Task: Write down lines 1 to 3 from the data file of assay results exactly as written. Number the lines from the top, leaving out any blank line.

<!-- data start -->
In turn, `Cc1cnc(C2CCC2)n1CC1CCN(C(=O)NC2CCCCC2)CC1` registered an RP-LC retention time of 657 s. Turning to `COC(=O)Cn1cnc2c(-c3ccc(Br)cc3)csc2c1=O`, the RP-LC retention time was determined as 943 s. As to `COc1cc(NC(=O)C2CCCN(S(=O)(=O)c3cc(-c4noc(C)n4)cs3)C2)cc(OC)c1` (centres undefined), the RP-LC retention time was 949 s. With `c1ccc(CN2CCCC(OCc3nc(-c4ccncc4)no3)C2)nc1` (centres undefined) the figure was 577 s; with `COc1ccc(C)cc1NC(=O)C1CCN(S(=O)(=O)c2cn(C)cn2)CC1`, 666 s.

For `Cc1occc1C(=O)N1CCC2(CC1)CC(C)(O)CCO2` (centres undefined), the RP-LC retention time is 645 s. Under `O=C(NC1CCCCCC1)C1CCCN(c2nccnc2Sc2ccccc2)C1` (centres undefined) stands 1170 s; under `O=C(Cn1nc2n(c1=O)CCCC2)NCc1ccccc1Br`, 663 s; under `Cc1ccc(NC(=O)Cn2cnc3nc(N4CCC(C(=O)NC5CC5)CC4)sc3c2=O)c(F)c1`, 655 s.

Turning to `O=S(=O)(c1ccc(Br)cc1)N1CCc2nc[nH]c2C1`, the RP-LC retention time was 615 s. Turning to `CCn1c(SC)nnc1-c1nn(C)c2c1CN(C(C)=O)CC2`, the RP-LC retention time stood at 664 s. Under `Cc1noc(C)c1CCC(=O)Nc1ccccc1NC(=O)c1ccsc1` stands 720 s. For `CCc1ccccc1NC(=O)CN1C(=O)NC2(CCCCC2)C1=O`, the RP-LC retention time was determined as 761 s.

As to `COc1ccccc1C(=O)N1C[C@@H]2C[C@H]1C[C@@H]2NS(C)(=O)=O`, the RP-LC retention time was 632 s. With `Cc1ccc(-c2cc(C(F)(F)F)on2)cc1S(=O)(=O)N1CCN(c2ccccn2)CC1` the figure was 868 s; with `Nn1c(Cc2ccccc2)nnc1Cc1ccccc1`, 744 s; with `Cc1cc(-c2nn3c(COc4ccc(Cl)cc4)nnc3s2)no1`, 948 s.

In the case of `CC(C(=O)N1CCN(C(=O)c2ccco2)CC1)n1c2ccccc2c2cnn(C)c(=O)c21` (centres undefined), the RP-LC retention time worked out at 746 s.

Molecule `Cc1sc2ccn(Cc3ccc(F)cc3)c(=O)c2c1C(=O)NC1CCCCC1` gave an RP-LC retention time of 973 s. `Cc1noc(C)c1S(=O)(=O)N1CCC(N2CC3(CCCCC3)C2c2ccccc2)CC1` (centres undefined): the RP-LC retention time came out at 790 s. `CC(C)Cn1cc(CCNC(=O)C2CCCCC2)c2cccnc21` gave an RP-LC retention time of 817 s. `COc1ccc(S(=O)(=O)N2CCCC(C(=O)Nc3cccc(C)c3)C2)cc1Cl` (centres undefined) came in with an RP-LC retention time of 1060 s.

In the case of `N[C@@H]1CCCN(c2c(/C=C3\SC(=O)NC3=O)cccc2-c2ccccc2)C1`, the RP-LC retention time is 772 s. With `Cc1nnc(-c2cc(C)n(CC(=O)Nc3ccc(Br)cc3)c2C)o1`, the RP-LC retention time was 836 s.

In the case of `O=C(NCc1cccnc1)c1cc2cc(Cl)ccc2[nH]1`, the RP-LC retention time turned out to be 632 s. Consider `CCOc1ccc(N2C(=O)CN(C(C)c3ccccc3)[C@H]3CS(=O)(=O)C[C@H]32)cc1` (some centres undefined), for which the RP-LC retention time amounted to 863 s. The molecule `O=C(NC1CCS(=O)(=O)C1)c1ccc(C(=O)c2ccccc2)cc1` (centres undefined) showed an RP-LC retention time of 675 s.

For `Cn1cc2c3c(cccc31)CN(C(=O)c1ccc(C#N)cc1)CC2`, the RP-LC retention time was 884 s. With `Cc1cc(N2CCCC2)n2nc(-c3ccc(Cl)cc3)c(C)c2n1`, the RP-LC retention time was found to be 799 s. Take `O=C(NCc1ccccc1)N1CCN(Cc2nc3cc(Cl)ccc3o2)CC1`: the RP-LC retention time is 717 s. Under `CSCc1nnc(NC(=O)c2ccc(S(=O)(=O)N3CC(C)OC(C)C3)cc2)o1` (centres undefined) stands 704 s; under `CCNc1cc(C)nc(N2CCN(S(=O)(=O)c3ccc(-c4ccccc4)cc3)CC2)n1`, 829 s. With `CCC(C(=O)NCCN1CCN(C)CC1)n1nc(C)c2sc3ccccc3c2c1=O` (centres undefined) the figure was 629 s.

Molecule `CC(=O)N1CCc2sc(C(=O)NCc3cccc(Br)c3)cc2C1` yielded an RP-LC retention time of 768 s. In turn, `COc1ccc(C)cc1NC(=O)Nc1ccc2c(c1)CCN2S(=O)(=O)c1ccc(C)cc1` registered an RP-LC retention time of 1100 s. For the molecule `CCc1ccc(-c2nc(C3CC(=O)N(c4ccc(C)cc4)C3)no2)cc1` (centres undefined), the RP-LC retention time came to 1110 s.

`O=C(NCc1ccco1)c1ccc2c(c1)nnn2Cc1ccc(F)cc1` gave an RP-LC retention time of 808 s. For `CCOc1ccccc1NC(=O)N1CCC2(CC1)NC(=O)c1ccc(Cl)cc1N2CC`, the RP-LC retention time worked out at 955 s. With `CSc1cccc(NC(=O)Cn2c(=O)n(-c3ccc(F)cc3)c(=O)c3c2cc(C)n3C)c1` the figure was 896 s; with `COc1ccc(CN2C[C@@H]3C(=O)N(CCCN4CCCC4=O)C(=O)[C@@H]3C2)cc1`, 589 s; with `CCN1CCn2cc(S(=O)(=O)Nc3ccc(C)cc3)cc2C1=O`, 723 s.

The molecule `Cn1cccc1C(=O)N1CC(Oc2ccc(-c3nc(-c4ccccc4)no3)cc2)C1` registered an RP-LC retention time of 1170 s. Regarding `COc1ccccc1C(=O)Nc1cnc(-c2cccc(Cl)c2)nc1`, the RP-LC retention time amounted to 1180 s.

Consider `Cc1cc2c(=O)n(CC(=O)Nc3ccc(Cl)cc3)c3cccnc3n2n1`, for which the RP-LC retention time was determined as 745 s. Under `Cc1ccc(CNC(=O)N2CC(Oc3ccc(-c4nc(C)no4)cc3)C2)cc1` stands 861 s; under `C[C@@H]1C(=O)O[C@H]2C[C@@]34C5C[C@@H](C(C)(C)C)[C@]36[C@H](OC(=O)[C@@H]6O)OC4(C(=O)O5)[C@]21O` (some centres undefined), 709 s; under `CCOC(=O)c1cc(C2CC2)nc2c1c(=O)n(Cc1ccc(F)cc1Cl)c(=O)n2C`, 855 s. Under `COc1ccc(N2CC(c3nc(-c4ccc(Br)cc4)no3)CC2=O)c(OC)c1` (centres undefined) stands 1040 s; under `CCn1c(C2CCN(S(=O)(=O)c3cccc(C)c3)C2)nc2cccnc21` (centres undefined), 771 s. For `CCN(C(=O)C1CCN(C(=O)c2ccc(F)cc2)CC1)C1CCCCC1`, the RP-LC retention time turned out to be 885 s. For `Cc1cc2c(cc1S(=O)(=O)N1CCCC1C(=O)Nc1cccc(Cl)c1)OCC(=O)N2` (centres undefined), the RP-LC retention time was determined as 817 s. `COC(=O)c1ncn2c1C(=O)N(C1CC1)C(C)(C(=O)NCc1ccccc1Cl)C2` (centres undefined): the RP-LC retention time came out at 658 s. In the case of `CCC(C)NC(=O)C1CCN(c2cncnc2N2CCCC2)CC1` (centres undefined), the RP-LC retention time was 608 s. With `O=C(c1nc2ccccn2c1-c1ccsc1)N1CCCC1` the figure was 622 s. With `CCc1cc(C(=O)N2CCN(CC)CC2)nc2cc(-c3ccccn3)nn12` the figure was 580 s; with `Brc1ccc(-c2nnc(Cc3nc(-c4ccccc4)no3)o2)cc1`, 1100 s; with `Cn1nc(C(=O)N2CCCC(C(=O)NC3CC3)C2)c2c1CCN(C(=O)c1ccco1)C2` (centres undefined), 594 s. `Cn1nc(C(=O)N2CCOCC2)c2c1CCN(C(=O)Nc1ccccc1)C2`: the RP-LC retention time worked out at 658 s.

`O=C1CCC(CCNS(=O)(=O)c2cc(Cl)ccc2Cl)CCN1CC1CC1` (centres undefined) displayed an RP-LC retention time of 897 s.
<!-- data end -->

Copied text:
In turn, `Cc1cnc(C2CCC2)n1CC1CCN(C(=O)NC2CCCCC2)CC1` registered an RP-LC retention time of 657 s. Turning to `COC(=O)Cn1cnc2c(-c3ccc(Br)cc3)csc2c1=O`, the RP-LC retention time was determined as 943 s. As to `COc1cc(NC(=O)C2CCCN(S(=O)(=O)c3cc(-c4noc(C)n4)cs3)C2)cc(OC)c1` (centres undefined), the RP-LC retention time was 949 s. With `c1ccc(CN2CCCC(OCc3nc(-c4ccncc4)no3)C2)nc1` (centres undefined) the figure was 577 s; with `COc1ccc(C)cc1NC(=O)C1CCN(S(=O)(=O)c2cn(C)cn2)CC1`, 666 s.

For `Cc1occc1C(=O)N1CCC2(CC1)CC(C)(O)CCO2` (centres undefined), the RP-LC retention time is 645 s. Under `O=C(NC1CCCCCC1)C1CCCN(c2nccnc2Sc2ccccc2)C1` (centres undefined) stands 1170 s; under `O=C(Cn1nc2n(c1=O)CCCC2)NCc1ccccc1Br`, 663 s; under `Cc1ccc(NC(=O)Cn2cnc3nc(N4CCC(C(=O)NC5CC5)CC4)sc3c2=O)c(F)c1`, 655 s.

Turning to `O=S(=O)(c1ccc(Br)cc1)N1CCc2nc[nH]c2C1`, the RP-LC retention time was 615 s. Turning to `CCn1c(SC)nnc1-c1nn(C)c2c1CN(C(C)=O)CC2`, the RP-LC retention time stood at 664 s. Under `Cc1noc(C)c1CCC(=O)Nc1ccccc1NC(=O)c1ccsc1` stands 720 s. For `CCc1ccccc1NC(=O)CN1C(=O)NC2(CCCCC2)C1=O`, the RP-LC retention time was determined as 761 s.